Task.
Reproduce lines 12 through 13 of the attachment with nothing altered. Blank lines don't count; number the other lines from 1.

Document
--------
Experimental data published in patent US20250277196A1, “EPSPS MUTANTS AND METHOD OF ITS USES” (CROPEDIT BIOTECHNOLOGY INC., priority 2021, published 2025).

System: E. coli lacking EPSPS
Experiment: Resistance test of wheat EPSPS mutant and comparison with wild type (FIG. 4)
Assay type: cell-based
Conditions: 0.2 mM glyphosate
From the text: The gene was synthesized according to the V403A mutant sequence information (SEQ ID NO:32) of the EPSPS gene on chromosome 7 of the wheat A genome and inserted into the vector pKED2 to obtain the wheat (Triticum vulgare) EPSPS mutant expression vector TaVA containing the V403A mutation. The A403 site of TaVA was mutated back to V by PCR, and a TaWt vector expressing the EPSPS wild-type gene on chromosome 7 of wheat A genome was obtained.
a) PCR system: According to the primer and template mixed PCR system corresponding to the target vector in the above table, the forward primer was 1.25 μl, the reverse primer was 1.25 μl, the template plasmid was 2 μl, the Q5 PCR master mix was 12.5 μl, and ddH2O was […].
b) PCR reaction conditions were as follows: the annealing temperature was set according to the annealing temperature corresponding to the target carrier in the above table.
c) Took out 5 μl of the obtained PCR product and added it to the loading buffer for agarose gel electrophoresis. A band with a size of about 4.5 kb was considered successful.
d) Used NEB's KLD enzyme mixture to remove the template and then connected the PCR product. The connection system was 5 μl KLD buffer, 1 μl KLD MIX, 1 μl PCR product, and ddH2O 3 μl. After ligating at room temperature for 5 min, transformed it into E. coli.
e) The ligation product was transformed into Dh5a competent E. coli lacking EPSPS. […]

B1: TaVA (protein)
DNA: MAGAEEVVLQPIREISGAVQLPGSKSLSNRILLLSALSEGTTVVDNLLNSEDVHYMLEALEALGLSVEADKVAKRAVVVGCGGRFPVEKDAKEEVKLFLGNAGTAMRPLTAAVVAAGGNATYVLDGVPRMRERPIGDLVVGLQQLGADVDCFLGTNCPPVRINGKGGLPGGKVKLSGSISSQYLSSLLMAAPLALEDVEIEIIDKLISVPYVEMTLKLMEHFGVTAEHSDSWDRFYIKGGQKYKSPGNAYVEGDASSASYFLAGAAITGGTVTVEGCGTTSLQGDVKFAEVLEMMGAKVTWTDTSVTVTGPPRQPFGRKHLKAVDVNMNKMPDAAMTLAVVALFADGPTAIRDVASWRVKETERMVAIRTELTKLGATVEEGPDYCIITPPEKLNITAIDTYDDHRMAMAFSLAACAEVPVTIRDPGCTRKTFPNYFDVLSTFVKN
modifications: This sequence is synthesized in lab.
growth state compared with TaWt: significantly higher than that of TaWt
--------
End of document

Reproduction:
B1: TaVA (protein)
DNA: MAGAEEVVLQPIREISGAVQLPGSKSLSNRILLLSALSEGTTVVDNLLNSEDVHYMLEALEALGLSVEADKVAKRAVVVGCGGRFPVEKDAKEEVKLFLGNAGTAMRPLTAAVVAAGGNATYVLDGVPRMRERPIGDLVVGLQQLGADVDCFLGTNCPPVRINGKGGLPGGKVKLSGSISSQYLSSLLMAAPLALEDVEIEIIDKLISVPYVEMTLKLMEHFGVTAEHSDSWDRFYIKGGQKYKSPGNAYVEGDASSASYFLAGAAITGGTVTVEGCGTTSLQGDVKFAEVLEMMGAKVTWTDTSVTVTGPPRQPFGRKHLKAVDVNMNKMPDAAMTLAVVALFADGPTAIRDVASWRVKETERMVAIRTELTKLGATVEEGPDYCIITPPEKLNITAIDTYDDHRMAMAFSLAACAEVPVTIRDPGCTRKTFPNYFDVLSTFVKN